As usual when people describe folk-understandings as “irrational” or “biased”, we cognition and culture and evolution folks get a trifle impatient.

Too often, such descriptions boil down to the observation that human minds do not follow some arbitrarily chosen normative model (see Tversky and Kahneman passim and Gerd Gigerenzer on the alternative perspective). Surely we should not stop at saying that people “don’t attend to base rates” or “have a bias against foreign trade”. The real questions is, why? What psychological processes lead to such biases?

The truth is, no-one knows because no-one bothered to study that. I am surprized, nay flabbergasted that there is no study of folk-economics in the social science literature. No-one (except Caplan and a few others) seems to study what makes people’s economic modules tick. In psychology we have had decades of study of folk-physics, folk-biology, intuitive psychology and the like. Intuitive economics anyone?

Robert Nozick observed that intellectuals dislike markets, probably because intellectuals are used to and thrive in knowledge-rewarding meritocracies, while markets do not really care for your effort, intelligence or just desert, as long as you provide what others want. This may be true. But it is not sufficient, for most people, not just intellectuals, are leery of markets.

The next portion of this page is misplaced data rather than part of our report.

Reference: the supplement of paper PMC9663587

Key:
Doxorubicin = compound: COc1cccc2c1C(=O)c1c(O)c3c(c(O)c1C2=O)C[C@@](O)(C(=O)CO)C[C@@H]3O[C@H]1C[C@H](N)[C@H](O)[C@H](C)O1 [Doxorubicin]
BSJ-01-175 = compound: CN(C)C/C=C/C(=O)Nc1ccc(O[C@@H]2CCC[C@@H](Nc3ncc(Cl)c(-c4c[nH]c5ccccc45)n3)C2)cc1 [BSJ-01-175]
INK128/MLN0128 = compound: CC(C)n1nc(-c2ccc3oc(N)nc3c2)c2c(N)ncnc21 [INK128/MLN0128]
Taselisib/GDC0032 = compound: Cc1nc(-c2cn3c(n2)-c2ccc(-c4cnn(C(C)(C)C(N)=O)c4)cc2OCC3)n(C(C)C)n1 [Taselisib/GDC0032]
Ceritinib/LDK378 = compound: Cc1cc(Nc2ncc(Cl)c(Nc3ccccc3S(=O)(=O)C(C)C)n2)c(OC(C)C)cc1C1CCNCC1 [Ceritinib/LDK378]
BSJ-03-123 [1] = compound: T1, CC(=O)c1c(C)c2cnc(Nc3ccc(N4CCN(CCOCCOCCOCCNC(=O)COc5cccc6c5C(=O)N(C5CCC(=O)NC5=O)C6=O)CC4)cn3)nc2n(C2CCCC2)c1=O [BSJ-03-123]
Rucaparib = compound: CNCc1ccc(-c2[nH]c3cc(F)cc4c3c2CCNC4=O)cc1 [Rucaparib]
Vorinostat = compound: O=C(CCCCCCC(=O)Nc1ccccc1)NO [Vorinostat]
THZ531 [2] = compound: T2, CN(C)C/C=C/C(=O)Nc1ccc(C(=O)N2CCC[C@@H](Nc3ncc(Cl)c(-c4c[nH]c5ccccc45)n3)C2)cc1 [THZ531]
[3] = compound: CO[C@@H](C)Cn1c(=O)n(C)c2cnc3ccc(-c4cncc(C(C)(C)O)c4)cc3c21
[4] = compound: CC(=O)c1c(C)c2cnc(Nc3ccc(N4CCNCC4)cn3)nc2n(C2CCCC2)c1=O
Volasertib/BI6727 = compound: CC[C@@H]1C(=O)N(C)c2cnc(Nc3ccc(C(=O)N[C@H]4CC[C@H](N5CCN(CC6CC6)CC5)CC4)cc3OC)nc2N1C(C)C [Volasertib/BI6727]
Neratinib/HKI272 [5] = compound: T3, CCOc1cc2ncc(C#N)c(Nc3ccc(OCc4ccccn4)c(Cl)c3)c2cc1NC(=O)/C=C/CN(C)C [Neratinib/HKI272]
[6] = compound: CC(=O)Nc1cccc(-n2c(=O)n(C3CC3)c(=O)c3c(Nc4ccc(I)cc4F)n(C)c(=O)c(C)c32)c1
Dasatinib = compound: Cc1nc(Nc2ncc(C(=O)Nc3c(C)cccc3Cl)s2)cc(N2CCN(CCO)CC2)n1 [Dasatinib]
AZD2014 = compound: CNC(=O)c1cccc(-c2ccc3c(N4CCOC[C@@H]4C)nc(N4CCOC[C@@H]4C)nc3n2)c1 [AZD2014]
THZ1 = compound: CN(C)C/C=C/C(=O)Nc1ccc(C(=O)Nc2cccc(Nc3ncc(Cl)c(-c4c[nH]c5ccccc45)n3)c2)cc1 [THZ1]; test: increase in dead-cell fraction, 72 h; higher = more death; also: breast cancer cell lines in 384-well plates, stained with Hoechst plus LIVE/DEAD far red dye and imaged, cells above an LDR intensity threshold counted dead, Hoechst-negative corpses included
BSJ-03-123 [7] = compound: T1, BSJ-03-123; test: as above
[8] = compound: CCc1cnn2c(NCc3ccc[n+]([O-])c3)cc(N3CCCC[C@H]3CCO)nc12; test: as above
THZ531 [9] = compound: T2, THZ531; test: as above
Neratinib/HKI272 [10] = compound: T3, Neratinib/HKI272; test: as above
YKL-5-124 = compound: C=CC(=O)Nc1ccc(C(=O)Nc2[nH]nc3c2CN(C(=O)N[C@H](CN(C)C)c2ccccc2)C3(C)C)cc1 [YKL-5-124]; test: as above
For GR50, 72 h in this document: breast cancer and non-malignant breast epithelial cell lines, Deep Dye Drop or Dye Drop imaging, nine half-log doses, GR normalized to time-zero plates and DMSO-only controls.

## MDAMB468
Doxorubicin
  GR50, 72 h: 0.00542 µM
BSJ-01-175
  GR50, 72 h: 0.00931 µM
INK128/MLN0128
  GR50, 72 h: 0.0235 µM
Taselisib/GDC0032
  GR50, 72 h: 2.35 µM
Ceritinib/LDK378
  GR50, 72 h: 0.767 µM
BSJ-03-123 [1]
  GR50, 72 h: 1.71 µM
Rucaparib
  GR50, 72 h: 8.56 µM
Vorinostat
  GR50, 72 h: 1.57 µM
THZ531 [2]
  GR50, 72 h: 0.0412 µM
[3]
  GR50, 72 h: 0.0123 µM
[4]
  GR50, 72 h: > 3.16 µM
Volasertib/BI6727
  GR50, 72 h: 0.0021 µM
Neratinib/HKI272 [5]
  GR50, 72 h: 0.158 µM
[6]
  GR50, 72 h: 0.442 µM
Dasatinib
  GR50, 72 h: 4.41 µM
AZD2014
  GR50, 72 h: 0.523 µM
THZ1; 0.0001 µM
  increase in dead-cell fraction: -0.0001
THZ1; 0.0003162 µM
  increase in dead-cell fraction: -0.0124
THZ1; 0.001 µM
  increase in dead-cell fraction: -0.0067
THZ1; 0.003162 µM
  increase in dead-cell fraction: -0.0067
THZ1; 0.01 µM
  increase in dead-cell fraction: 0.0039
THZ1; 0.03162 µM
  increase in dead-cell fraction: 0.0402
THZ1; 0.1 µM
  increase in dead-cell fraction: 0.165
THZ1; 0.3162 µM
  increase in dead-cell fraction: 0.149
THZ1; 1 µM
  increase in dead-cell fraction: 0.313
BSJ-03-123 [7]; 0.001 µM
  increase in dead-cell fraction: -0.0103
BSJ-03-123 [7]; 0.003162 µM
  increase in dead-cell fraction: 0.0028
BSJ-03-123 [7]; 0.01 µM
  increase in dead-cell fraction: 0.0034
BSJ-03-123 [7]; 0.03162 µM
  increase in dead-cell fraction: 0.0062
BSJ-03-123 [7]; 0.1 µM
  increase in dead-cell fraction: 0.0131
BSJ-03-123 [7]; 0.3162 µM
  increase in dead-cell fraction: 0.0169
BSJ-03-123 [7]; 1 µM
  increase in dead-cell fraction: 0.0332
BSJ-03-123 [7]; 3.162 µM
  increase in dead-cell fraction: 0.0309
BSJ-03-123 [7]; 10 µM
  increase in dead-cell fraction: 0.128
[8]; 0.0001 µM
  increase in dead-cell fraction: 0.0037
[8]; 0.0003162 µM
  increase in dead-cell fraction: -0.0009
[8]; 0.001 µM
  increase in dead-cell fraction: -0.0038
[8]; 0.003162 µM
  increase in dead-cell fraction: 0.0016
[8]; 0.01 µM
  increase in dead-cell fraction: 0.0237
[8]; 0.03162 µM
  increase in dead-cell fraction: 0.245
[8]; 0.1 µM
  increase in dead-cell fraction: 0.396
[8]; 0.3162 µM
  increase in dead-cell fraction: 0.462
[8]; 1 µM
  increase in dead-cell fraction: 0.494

Market process are unloved for many reasons.

One of them, obviously, is that market processes are not visible. Going through our everyday tasks, we fail to notice how millions of voluntary transactions resulted in precisely these goods and services being available to us when and where we want them at a price that makes them affordable. That is of course a point that Adam Smith and others made long ago, but could be made more forcefully if we understood the limits and susceptibilities of human imagination. In a powerful essay, 19th century free-trader Frédéric Bastiat noted that the economic process comprises ‘what is seen’ and ‘what is unseen’. For instance, when a government taxes its citizens and offers a subsidy to some producers, what is seen is the money taken and the money received. What is unseen is the amount of production that would occur in the absence of such transfers

Another plausible factor is that markets are intrinsically probabilistic and therefore marked with uncertainty. Even though it is likely that whoever makes something that others want will earn income, it is not clear who these others will be, how much they will need what you make or when you will run into them. Like other living organisms, we are loss-averse and try to minimise uncertainty. (Note, however, that market uncertainty creates a niche for market-uncertainty insurance, which itself is all the more efficient as it is driven by demand).